Insertional mutagenesis was conducted on Bacillus subtilis cells to screen for mutants resistant to catabolite repression. Three classes of mutants that were resistant to glucose-promoted but not mannitol-promoted catabolite repression were identified. Cloning and sequencing of the mutated genes revealed that the mutations occurred in the structural genes for (i) enzyme II of the phosphoenolpyruvate-glucose phosphotransferase (PtsG), (ii) antiterminator GIcT, which controls PtsG synthesis, and (iii) a previously uncharacterized carrier of the major facilitator superfamily, which we have designated GIcP. The last protein exhibits greatest sequence similarity to the fucose:H+ symporter of Escherichia coil and the glucose/galactose:H+ symporter of Brucella abortus. In a wild-type B. subtilis genetic background, the glcP::Tn10 mutation (i) partially but specifically relieved glucose- and sucrose-promoted catabolite repression, (ii) reduced the growth rate in minimal glucose medium, and (iii) reduced rates of [14C]glucose and [14C]methyl α-glucoside uptake. In a Δpts genetic background no phenotype was observed, suggesting that expression of the glcP gene required a functional phosphotransferase system. When overproduced in a Δpts mutant of E. coli, GlcP could be shown to specifically transport glucose, mannose, 2- deoxyglucose and methyl α-glucoside with low micromolar affinities. Accumulation of the nonmetabolizable glucose analogs was demonstrated, and inhibitor studies suggested a dependency on the proton motive force. We conclude that B. subtilis possesses at least two distinct routes of glucose entry, both of which contribute to the phenomenon of catabolite repression.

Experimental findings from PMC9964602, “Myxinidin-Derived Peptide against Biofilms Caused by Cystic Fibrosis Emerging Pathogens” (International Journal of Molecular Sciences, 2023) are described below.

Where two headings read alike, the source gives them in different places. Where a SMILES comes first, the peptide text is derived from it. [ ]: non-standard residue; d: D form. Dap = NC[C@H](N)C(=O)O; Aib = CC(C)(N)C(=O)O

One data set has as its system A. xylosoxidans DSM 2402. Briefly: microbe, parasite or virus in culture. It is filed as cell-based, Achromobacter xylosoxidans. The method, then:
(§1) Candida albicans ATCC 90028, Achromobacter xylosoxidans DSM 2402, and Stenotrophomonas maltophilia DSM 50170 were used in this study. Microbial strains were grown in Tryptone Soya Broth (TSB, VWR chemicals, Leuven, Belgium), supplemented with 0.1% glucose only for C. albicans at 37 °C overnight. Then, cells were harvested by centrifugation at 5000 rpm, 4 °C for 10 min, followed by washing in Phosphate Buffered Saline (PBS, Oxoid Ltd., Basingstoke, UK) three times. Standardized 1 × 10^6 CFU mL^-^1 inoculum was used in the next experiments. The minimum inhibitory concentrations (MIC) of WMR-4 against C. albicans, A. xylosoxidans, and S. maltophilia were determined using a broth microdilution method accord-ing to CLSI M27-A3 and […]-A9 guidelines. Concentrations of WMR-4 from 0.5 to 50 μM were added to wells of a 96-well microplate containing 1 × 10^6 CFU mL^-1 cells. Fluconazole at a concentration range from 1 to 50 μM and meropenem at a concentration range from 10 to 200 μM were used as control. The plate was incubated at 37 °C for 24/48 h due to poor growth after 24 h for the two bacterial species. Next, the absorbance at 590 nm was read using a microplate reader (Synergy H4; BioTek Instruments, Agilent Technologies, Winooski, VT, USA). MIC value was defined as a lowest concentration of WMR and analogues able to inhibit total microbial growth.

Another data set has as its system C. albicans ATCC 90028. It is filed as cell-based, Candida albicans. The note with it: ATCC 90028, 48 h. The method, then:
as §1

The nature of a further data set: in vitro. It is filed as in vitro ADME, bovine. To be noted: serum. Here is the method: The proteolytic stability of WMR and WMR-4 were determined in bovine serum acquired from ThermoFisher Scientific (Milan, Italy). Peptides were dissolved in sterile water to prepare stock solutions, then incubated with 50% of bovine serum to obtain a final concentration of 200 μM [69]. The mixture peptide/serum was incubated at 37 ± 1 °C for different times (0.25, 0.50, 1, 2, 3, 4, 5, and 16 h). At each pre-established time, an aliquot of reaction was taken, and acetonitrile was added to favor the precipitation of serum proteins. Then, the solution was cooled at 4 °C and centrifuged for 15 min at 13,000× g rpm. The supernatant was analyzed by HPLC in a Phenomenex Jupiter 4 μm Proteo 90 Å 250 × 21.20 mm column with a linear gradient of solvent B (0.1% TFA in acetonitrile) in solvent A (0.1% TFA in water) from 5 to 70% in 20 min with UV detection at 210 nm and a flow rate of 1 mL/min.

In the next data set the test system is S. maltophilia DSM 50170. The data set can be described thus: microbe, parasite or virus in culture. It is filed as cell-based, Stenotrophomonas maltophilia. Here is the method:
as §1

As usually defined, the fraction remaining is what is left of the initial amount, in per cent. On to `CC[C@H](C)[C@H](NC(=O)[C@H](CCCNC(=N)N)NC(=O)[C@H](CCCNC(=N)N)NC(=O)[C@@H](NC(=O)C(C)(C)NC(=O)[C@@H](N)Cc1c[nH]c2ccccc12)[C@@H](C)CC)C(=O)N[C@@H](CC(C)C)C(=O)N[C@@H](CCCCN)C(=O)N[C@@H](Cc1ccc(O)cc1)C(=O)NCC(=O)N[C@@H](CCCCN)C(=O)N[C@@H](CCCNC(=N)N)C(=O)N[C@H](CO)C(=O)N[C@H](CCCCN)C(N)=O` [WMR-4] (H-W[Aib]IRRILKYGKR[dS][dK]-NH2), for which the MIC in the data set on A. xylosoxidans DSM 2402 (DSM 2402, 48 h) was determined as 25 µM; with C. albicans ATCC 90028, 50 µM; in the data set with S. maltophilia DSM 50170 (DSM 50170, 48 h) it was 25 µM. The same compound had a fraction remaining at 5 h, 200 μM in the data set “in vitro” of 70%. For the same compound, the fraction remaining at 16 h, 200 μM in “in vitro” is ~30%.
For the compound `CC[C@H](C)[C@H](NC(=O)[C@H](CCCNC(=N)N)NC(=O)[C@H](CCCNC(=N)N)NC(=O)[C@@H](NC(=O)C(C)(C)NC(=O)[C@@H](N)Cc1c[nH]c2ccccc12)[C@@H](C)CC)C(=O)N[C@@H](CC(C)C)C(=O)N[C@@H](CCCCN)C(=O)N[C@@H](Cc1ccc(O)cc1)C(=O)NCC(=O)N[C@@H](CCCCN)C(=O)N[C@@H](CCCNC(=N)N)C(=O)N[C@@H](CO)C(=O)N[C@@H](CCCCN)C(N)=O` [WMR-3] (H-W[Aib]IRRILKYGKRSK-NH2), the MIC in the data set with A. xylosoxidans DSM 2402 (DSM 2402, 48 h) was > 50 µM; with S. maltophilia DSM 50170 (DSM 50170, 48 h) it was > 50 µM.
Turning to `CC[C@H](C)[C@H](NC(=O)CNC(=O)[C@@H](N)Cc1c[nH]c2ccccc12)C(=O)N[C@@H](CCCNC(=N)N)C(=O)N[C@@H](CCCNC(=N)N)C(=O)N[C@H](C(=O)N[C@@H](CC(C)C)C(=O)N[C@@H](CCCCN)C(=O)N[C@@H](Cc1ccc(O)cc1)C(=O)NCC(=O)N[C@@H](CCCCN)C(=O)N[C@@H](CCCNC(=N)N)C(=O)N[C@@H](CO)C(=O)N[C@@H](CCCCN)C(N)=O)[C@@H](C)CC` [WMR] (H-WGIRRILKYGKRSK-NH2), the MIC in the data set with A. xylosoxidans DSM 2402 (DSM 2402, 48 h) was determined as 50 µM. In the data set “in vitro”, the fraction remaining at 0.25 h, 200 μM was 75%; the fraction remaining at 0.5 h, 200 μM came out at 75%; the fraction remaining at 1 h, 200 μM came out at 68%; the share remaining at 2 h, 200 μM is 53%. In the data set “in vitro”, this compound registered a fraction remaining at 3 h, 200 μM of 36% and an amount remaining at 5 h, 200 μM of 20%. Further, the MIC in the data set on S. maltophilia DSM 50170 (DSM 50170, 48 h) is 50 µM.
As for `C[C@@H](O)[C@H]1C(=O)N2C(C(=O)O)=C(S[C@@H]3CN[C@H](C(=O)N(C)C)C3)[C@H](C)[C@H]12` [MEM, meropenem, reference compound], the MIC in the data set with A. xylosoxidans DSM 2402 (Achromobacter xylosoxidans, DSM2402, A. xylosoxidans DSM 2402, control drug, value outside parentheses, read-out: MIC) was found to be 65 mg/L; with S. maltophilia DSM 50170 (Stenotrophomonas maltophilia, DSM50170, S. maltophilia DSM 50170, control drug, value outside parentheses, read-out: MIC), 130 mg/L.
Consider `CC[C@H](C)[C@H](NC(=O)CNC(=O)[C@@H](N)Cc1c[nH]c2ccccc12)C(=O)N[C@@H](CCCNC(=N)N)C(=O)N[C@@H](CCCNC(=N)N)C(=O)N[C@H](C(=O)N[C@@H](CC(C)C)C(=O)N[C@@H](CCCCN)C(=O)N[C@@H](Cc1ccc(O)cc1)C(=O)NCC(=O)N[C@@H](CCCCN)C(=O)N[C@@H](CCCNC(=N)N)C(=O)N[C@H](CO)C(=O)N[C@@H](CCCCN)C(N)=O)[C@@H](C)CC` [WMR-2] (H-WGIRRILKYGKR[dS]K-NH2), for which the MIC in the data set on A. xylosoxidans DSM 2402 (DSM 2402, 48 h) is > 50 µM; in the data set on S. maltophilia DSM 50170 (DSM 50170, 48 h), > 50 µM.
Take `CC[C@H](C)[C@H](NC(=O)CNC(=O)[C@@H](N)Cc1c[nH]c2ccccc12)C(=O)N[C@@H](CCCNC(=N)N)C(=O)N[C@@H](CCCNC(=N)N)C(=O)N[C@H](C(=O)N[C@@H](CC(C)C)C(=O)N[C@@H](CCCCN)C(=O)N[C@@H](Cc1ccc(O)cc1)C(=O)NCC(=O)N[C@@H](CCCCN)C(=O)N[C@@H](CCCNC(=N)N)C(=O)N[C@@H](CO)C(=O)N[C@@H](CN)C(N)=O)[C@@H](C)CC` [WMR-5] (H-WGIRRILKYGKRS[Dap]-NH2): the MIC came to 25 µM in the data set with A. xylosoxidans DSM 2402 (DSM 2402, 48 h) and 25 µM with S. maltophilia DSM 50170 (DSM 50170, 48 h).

|Number of pages||7|
|Journal||Journal of Bacteriology|
|Publication status||Published - Feb 1998|